Coronavirus lockout measures “start biting but some could be in place for six months” – The Sun

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It is too early to predict when the coronavirus will peak – but the lockouts are promising, says one of the UK’s top doctors.

Assistant Chief Medical Officer of Health Dr. Jenny Harries said the social distancing restrictions applied earlier this week are helping to move the country “in the right direction”.

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    Assistant Chief Medical Officer of Health Dr. Jenny Harries said the social distancing restrictions applied earlier this week are promising
Assistant Chief Medical Officer of Health Dr. Jenny Harries said the social distancing restrictions applied earlier this week are promisingCredit: EPA

But she told a Downing Street press briefing tonight that some of the measures could stay in place for six months.

When asked when we could expect the virus to peak, she replied, “I’m not going to predict a specific time for this.

“The reason is that we are just beginning to see a bite in the social distancing interventions that have been put in place.

“It would be far too early to predict. ”

Dr. Harries said, however, that the country was beginning to see “some useful movement” in the curve.

She continued: “What we will be looking for is a change in slope rather than a very steep upward curve, we will be looking for a gentler slope.

“But we must not take our foot off the pedal.

“People have really cooperated and over the past few days – the public has truly understood that this is something very serious and their actions, wherever they are, will save lives.

“So too early to tell, but start to move in the right direction. ”

Six month measures

He was also asked how long Britain could expect to remain subject to social distancing.

Dr. Harries said, “We could see lockouts moving forward in the next six months.

“It would not be an implausible result.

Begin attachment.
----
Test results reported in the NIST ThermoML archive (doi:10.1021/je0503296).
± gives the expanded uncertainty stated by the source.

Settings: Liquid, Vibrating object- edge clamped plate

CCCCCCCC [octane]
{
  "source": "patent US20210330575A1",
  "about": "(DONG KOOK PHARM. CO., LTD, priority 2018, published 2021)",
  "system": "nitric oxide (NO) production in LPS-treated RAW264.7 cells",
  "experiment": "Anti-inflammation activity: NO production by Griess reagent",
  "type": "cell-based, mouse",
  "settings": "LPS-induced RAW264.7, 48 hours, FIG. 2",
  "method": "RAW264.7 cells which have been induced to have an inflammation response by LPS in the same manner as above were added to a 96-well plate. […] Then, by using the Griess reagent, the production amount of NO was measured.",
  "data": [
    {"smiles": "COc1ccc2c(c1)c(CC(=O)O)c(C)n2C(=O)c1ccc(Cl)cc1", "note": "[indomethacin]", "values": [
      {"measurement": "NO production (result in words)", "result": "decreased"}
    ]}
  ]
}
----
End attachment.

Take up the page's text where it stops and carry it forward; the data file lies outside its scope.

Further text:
“But I also said that I think looking at the curve, it might be possible … to start moving that. ”

His comments came as the death toll from Covid-19 jumped 113 from last night to 578 deaths in the UK.

On Wednesday, Professor Neil Ferguson of Imperial College London and one of the scientists advising the government said that if current measures continue, demand for intensive care will peak in two to three weeks and is expected decrease thereafter.

Dr. Harries also urged people to take care of their physical and mental health, adding that the 1.5 million people who were told not to go out for 12 weeks had received letters with links to how to protect their health. mental.

More free time

Speaking of everyone, she said: “If people don’t go to work and this often creates stress in terms of travel time, they have more free time for themselves.

“And it could be the best opportunity the whole country has to say” I will use my exercise session every day to make sure that when it is finished I will be super fit and so will my family. ”

“And in fact, if you have something restricted, it suddenly becomes a very pleasant event

“Even if you didn’t want to jog on the street before, doing it now could be a relief and a positive thing for all of us.” ”

    Scientists produced daily breakdown of typical Covid-19 symptoms
Scientists produced daily breakdown of typical Covid-19 symptoms

This comes as the British Medical Association warned that the government has so far not given priority to returning self-insulating medical personnel to the front line through testing despite assurances from Boris Johnson.

The chairman, Dr. Chaand Nagpaul, told the health and social care committee that the instructions to self-isolate in the event of symptoms of Covid-19 hampered the ability of the NHS to cope with the crisis.

He said: “At this time of year, it is estimated that 10% of the population may have a symptom of temperature or cough in a non-Covid situation.

“We have had situations where many GPs and hospitals were understaffed, the self-isolated staff told us that they felt able to work but followed the advice, and that if they could get tested, he would come back to work.

It seems counterintuitive that we downsize when we need it most
Dr Chaand NagpaulBritish Medical Association

“It seems counterintuitive that we reduce our workforce when we need it most.

“On March 16, we heard the Prime Minister announce that health care workers would be given priority, but that did not materialize. ”

Dr. Nagpaul said there were problems with the “adequacy and supply” of personal protective equipment (PPE) for NHS personnel.

He said the experience of ringing the NHS PPE hotline was for doctors to buy their own equipment.

“We are inundated with worries and concerns from doctors – this is the biggest problem right now,” he told the committee.

“I know we have had assurances of increased deliveries, but we still find far too many of our members telling us that this has not translated into the field.

“Even this morning, I received emails from doctors telling me that the masks were exhausted, that they should wear them longer than they should and so on.

“In general, when we call the hotline, we are told to buy it ourselves – that is the advice we receive. ”

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